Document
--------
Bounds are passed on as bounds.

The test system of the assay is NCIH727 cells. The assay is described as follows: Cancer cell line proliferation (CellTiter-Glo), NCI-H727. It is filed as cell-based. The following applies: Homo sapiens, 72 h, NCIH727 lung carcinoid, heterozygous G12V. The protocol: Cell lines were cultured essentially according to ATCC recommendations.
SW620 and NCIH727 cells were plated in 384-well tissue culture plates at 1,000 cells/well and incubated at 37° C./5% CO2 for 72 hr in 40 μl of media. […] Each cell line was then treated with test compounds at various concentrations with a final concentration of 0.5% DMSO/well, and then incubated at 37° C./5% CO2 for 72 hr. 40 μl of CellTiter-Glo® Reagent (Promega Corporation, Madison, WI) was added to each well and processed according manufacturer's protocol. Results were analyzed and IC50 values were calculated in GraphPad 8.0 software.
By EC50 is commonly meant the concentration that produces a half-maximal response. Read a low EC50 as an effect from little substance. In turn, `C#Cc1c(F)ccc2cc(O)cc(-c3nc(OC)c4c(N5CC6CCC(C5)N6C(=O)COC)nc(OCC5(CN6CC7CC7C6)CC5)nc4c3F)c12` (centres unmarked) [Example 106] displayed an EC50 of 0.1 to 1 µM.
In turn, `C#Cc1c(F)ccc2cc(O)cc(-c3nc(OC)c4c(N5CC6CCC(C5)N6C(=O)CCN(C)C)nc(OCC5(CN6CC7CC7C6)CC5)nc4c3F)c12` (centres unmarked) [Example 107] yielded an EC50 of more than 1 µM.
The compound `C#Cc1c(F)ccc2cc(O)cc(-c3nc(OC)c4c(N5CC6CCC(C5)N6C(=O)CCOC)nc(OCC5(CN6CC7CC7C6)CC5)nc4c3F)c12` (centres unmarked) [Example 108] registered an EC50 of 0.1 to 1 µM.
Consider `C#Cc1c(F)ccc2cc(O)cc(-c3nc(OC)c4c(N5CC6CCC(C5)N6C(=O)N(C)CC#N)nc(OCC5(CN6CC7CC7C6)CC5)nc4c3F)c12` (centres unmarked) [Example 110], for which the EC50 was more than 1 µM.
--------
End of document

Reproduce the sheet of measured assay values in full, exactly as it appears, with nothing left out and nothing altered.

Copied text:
Bounds are passed on as bounds.

The test system of the assay is NCIH727 cells. The assay is described as follows: Cancer cell line proliferation (CellTiter-Glo), NCI-H727. It is filed as cell-based. The following applies: Homo sapiens, 72 h, NCIH727 lung carcinoid, heterozygous G12V. The protocol: Cell lines were cultured essentially according to ATCC recommendations.
SW620 and NCIH727 cells were plated in 384-well tissue culture plates at 1,000 cells/well and incubated at 37° C./5% CO2 for 72 hr in 40 μl of media. […] Each cell line was then treated with test compounds at various concentrations with a final concentration of 0.5% DMSO/well, and then incubated at 37° C./5% CO2 for 72 hr. 40 μl of CellTiter-Glo® Reagent (Promega Corporation, Madison, WI) was added to each well and processed according manufacturer's protocol. Results were analyzed and IC50 values were calculated in GraphPad 8.0 software.
By EC50 is commonly meant the concentration that produces a half-maximal response. Read a low EC50 as an effect from little substance. In turn, `C#Cc1c(F)ccc2cc(O)cc(-c3nc(OC)c4c(N5CC6CCC(C5)N6C(=O)COC)nc(OCC5(CN6CC7CC7C6)CC5)nc4c3F)c12` (centres unmarked) [Example 106] displayed an EC50 of 0.1 to 1 µM.
In turn, `C#Cc1c(F)ccc2cc(O)cc(-c3nc(OC)c4c(N5CC6CCC(C5)N6C(=O)CCN(C)C)nc(OCC5(CN6CC7CC7C6)CC5)nc4c3F)c12` (centres unmarked) [Example 107] yielded an EC50 of more than 1 µM.
The compound `C#Cc1c(F)ccc2cc(O)cc(-c3nc(OC)c4c(N5CC6CCC(C5)N6C(=O)CCOC)nc(OCC5(CN6CC7CC7C6)CC5)nc4c3F)c12` (centres unmarked) [Example 108] registered an EC50 of 0.1 to 1 µM.
Consider `C#Cc1c(F)ccc2cc(O)cc(-c3nc(OC)c4c(N5CC6CCC(C5)N6C(=O)N(C)CC#N)nc(OCC5(CN6CC7CC7C6)CC5)nc4c3F)c12` (centres unmarked) [Example 110], for which the EC50 was more than 1 µM.